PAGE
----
Reproductive Rights: Couples and individuals have the right to decide the number, spacing, and timing of children, free from discrimination, coercion, or violence, but they often lacked the information and means to do so. Cultural norms and taboos reportedly dissuaded individuals from taking advantage of opportunities to learn about reproductive health or seek health services for sexually transmitted infections. The UN Population Division estimated 7.5 percent of girls and women ages 15-49 used a modern method of contraception in 2015. According to WHO, the maternal mortality ratio was 679 deaths per 100,000 live births in 2015. The UNFPA reported that 44 percent of women ages 20-24 had given birth before the age of 18. Health care for pregnant women, including caesarian surgery, was free and included limited access to skilled attendance during childbirth, prenatal care, essential obstetric care, and postpartum care. Patients, however, often had to offer medical staff between 500,000 GNF ($55) and 1,500,000 GNF ($165) to ensure services were effective. A government survey estimated 85 percent of girls and women of reproductive age received prenatal care, and 45 percent had a skilled birth attendant present during childbirth; only 40 percent of births occurred at a health facility or hospital.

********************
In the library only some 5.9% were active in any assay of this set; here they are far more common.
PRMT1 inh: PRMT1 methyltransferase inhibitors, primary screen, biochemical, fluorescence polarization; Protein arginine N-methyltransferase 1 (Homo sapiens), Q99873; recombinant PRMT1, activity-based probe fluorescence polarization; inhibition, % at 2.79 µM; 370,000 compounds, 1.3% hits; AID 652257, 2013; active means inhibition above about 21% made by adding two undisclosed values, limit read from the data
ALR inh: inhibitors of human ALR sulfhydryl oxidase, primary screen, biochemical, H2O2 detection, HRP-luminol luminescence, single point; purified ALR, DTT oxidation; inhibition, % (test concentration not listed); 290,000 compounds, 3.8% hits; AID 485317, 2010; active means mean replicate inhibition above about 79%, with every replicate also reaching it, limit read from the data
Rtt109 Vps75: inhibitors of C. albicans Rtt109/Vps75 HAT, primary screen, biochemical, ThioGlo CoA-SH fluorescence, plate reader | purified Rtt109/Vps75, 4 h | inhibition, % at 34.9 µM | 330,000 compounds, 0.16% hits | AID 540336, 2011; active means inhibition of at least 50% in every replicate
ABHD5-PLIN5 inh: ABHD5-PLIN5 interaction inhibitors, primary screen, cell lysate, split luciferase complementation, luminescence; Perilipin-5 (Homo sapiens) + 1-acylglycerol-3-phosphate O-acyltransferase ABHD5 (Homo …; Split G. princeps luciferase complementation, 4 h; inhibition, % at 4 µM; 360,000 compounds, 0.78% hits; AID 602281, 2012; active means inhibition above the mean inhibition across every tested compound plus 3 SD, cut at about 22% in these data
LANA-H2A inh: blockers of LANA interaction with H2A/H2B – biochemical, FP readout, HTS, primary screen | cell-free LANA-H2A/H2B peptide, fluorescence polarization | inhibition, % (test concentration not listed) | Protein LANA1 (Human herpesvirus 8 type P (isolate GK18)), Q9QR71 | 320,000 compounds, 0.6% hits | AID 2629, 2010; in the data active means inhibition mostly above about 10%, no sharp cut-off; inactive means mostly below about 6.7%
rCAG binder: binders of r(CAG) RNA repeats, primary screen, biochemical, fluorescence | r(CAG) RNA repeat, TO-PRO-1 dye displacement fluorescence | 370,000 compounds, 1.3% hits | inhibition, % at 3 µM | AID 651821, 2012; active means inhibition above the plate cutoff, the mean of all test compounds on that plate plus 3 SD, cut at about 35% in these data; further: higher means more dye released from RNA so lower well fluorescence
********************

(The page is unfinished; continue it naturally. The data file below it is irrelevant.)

Discrimination: The law does not provide for the same legal status and rights for women as men, including in inheritance, property, employment, credit, and divorce. The labor code adopted in 2014 prohibits gender discrimination in hiring. Women nevertheless routinely experienced discrimination in employment, pay, and education. Traditional law discriminates against women and sometimes took precedence over formal law, particularly in rural areas.